A queer God also challenges our notions of what masculinity and femininity can include. In complementarianism, God’s maleness is linked to power – having power, and exercising it in a hierarchical and authoritarian fashion over others. This is mirrored in what complementarians think male leadership in marriage and the church should look like. And leaders like Mark Driscoll have pushed an image of God – and of Jesus in particular – that fits with this image of masculine authority. They worship a Jesus who knocks heads, a tattooed prizefighter, a Jesus without the long hair and soft features of so many contemporary images – a Jesus, in short, who isn’t a “sissy.”

But Jesus main acts in the Gospels involved laying aside his power, not lording it over others. A God of spirit incarnates in mortal, vulnerable flesh. A God who chooses to forgive as he is wounded and tortured. A God who is both a gentle lamb and a loving shepherd.

I don’t mean to romanticize the Gospels’ depiction of Jesus. There are real problems, e.g., with the idea of Jesus as self-sacrificial to the point of death, especially when people who are being harmed or abused are taught to identify too closely with that image. Still, it’s an image that doesn’t line up with the claims complementarians make about essential masculinity – nor with general assumptions about masculinity that complementarianism is just an extreme example of. Vulnerability, nurturing, sacrifice, all characteristics we associate with femininity, are also attributes of the biblical Jesus.

And of course the heteronormative image of Christ as the Bridegroom and the Church as his spotless (read: virgin) Bride can also be queered, as can the idea of Christ as lover of the individual Christian’s soul. There’s historical precedent for some measure of gender fluidity in how Christians have thought about Christ and the relationship between Christ and the believer. Puritan men, for example, imagined Christ as a spiritual Bridegroom who ravished their souls in rather explicit fashion. Puritans also held that both men and women should allow themselves to be “penetrated and fertilized” by Christ, and should “lead a life of heavenly ejaculations.” [See Richard Godbeer, Sexual Revolution in Early America, Ch. 2.]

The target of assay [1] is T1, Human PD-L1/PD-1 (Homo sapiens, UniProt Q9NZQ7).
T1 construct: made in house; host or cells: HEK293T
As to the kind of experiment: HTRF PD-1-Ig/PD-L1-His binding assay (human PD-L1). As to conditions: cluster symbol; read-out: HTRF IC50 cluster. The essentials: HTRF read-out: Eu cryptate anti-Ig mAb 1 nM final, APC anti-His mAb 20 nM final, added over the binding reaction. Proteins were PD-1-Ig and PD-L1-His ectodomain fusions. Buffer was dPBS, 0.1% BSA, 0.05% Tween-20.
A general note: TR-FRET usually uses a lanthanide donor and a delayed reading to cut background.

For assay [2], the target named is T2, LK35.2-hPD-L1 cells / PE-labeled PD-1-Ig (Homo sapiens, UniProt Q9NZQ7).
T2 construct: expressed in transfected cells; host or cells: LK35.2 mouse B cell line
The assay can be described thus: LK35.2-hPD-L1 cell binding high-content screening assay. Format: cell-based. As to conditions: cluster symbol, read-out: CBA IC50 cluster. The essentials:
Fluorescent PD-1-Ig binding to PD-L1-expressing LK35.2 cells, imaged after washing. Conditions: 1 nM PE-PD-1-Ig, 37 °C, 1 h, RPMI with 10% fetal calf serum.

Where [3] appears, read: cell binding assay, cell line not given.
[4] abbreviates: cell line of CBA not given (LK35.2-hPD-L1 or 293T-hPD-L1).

These metaphors about God apply to how Christians think about interpersonal relationships as well as their relationship with God. When I can imagine a God who looks just as much like me as anyone else, I can imagine a marriage or relationships where one partner isn’t more “godlike” than the other. When I can imagine a God who can relate to me or to the Church as masculine, feminine, and everything else, I can imagine a range of gender expressions for myself and others, ones that aren’t based in externally imposed gender roles. A queer God potentially offers a model of relationship and communion that’s based in mutuality and equality, not hierarchy and authorianism.

Being able to imagine and even worship a queer God can free us to better love each other as full reflections of the image of God. Complementarianism and other Christian traditions have made a God in the image of white, cis, straight, privileged men. That is the God they imagine and worship, and the harm they’ve done to people who don’t fall into this narrow demographic is directly tied to this notion that whiteness, straightness, cisness, etc. are more godlike than other identities. One example of the implications of this:

Intersex persons challenge a binary construction of gender, which has dominated Christian theology for centuries. The acceptance of a non-pathological understanding of the intersexed necessitates the re-examination of some of the Christian images and teachings, such as the church as a feminine bride to a masculine god, the maleness of Christ, body and perfection, and marriage based on complementarities of the male and the female sexes. (Kwok Pui Lan, Intersex and Transgender Theology)

A queer God can mean a church that no longer talks about “including” queer, trans, and/or intersex people, as though the church belongs to people who are straight, cis, dyadic (not intersex), theirs to welcome people into. If God can be queer, or trans, intersex – then queer, trans, intersex people can be godlike.